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The House of Lords will test the Government’s commitment to standards protection

The House of Lords will test the Government’s commitment to protecting standards in trade deals, with peers almost certain to add a new clause to the Agriculture Bill, says Bristol East Labour MP Kerry McCarthy.

This month, after an almost 500-day hiatus, the Agriculture Bill returned to Parliament.

 

While there have been a number of welcome revisions to the Bill during its time away, including the addition of soil health as a public good and a namecheck for agroecology, its core weakness has not changed.

 

It still fails to protect British farmers from cheap, low-quality imports.

 

That’s why, in my speech for the Second Reading, I renewed my call for the Government to include a black and white commitment in the Bill that it will not import food that does not meet the UK’s environmental, animal welfare and food safety standards in any future trade deal.

 

It’s also why Labour voted to block the passage of the Bill, albeit unsuccessfully, to the next legislative stage.

 

Scrutinising

 

I’m now a member of the committee that is scrutinising the Bill line-by-line and, as you heard from Daniel Zeichner in his piece last week, we took evidence from a wide range of stakeholders.

 

If there was a common theme that united them all, it was the demand for a commitment that we should not import food produced to standards below our own.

 

It’s a call which unites vast swathes of the farming, business, environment, animal welfare, public health and academic community.

 

Minette Batters hit the nail on the head earlier this week at the NFU’s annual conference when she said “opening our ports, shelves and fridges to food which would be illegal to produce here would not only be morally bankrupt, it would be the work of the insane.”

 

I honestly don’t think I could’ve put it any better myself and her words should be heeded by those sat around the cabinet table in Downing Street.

 

Changes

 

Unfortunately, given the size of the Government’s majority, it looks highly unlikely that any changes will be made to the Bill in the House of Commons.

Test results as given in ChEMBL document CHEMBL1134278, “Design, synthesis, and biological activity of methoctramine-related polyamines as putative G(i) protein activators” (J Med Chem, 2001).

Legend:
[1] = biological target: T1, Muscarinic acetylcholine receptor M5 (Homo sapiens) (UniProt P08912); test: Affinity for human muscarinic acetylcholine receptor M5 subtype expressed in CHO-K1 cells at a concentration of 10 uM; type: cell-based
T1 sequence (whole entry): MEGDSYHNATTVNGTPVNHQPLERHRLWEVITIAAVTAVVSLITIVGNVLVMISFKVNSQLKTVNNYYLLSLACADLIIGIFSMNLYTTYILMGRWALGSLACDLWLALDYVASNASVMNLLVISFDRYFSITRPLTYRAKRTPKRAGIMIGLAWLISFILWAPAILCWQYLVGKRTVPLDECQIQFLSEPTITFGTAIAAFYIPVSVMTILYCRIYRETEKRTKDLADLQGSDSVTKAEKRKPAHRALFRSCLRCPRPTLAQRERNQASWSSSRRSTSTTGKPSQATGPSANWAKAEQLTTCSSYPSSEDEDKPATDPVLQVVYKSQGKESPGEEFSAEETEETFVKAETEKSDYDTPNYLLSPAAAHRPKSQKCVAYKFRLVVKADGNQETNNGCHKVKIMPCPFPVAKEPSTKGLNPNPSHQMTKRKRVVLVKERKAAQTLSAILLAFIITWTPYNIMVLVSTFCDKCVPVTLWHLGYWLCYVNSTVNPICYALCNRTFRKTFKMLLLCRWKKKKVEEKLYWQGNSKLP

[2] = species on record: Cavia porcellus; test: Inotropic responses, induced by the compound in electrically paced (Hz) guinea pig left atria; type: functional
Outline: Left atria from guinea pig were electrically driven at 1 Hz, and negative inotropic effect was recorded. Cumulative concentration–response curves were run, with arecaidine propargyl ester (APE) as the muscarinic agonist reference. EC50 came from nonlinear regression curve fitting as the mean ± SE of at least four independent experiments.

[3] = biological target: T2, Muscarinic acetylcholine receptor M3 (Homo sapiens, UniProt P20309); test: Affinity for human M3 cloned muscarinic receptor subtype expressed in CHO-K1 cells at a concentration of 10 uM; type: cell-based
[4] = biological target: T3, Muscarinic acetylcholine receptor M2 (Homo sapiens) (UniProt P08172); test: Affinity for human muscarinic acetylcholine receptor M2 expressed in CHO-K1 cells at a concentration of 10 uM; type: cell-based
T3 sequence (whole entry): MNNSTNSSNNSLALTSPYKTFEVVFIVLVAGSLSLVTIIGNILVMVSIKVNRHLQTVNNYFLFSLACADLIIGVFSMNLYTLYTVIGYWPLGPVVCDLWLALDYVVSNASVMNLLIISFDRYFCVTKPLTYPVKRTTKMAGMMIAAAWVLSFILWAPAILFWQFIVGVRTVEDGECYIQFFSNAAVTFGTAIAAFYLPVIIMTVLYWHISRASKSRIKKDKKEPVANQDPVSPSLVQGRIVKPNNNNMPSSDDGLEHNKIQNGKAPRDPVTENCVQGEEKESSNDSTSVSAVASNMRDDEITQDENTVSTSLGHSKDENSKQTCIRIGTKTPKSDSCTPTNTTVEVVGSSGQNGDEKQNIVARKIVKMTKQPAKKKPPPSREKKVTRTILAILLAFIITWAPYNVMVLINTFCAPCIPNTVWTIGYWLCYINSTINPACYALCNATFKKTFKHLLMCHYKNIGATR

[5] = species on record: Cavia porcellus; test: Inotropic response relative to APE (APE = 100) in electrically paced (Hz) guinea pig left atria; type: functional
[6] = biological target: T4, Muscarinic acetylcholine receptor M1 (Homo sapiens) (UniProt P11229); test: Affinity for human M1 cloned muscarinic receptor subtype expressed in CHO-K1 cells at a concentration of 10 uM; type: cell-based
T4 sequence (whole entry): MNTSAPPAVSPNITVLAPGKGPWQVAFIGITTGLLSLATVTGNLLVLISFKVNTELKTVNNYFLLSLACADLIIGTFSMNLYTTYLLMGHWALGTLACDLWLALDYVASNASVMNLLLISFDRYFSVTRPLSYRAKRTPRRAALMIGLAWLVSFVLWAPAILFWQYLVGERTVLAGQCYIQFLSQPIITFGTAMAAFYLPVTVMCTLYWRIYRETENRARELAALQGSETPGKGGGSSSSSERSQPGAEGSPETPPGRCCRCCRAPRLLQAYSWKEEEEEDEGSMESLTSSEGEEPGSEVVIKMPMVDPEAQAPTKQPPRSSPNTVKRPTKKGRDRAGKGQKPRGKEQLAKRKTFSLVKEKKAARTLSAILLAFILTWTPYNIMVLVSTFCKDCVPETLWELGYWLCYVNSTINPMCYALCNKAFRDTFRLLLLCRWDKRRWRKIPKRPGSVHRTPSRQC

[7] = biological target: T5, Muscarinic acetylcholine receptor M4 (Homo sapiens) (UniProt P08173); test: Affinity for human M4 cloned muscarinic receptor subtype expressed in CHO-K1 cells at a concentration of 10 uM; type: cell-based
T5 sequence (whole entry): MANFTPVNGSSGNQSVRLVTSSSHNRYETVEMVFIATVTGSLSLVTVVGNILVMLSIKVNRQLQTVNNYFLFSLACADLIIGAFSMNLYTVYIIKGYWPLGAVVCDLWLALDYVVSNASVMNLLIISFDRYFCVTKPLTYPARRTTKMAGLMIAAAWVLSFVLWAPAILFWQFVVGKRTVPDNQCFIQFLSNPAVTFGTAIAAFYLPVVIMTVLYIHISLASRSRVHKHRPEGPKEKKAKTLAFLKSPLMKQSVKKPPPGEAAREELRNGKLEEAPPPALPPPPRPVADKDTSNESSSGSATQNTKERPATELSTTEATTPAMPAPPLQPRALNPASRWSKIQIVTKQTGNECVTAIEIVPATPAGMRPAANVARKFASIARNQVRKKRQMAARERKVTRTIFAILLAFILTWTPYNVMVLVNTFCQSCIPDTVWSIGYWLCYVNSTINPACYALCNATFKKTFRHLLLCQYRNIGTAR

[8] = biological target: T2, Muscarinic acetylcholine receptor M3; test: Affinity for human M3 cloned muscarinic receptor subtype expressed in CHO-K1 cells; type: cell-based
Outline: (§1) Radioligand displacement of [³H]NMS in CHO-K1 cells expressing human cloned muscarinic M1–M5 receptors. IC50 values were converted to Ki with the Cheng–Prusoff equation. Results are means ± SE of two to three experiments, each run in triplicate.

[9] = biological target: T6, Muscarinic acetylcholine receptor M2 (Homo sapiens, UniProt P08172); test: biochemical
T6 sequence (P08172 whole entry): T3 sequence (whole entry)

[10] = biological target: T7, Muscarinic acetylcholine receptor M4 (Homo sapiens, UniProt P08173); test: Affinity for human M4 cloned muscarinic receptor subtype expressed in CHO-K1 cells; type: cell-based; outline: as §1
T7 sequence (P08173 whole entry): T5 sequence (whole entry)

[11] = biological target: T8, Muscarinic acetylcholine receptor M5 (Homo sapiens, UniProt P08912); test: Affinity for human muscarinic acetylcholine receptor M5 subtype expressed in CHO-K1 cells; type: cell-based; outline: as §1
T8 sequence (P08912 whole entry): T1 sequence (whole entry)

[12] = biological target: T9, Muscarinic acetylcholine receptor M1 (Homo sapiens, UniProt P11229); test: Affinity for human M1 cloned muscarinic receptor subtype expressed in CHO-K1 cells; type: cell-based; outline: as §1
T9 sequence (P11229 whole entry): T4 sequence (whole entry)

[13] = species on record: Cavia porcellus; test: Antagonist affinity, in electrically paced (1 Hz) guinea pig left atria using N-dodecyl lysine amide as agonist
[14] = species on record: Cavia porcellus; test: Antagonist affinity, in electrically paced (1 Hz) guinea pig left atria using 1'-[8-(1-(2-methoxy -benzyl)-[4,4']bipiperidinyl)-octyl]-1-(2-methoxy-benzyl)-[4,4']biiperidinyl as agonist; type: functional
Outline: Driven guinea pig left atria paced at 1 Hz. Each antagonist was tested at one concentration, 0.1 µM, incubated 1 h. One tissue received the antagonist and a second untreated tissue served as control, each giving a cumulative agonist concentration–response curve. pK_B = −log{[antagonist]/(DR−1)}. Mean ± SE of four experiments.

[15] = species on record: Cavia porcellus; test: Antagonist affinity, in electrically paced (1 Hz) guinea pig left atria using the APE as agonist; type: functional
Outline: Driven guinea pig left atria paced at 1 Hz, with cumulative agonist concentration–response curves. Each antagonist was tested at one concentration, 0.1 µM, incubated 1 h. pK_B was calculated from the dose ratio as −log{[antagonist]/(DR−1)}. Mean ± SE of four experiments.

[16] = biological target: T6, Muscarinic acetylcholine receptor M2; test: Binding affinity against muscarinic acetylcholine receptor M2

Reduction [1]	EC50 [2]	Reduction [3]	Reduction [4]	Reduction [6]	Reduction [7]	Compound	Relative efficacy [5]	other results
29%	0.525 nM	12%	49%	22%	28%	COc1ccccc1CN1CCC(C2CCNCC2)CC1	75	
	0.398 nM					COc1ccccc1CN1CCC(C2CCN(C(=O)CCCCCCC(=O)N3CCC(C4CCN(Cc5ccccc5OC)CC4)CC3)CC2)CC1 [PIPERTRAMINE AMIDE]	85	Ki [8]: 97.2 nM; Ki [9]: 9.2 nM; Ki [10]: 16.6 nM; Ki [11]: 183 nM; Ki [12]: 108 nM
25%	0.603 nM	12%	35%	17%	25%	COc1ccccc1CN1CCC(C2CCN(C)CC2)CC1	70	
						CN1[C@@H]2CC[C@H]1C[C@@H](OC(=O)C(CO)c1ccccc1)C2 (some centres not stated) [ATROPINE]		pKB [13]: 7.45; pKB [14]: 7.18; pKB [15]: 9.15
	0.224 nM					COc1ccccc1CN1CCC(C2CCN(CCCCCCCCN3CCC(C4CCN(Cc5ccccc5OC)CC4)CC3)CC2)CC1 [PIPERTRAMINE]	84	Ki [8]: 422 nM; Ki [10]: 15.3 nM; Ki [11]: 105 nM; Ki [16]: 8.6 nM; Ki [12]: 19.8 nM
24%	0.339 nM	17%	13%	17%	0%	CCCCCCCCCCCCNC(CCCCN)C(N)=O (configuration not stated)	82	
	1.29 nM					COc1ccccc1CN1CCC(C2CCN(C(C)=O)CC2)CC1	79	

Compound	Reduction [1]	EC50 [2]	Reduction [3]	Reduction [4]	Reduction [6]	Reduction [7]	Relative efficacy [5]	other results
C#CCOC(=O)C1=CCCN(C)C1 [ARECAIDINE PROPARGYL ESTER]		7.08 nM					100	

Indeed, every amendment put forward at Committee Stage so far has been voted down.

 

Regardless of that, I’d encourage all of you to get in touch with your MPs now to ask them to sign the amendments tabled which would prevent low-quality imports ahead of the Bill’s Report Stage and Third Reading next month.

 

It’s becoming increasingly clear that the real test for the Government will come further down the track when the Bill reaches the House of Lords, where it seems likely a new clause on trade will be added.

 

Such an amendment would box the Government into an increasingly tight corner, especially now the European Union has demanded we keep the ban on chlorinated chicken as a prerequisite of any free trade agreement.

 

Baptism of fire

 

Even with his years of experience at Defra, it feels like the next six months will be a baptism of fire for George Eustice following his promotion to Secretary of State.

 

His early tour of the airwaves certainly didn’t inspire confidence that he’d be willing to offer any guarantees on trade.

 

In an opinion piece for The Guardian last year, where he contrasted our animal welfare standards with those in the United States, George rightly said the UK has ‘built one of the most sophisticated and discerning markets for food anywhere in the world’.

 

It’d be a tragedy to ruin that in pursuit of a bargain basement deal with the US.

 

Kerry can be found tweeting at @KerryMP

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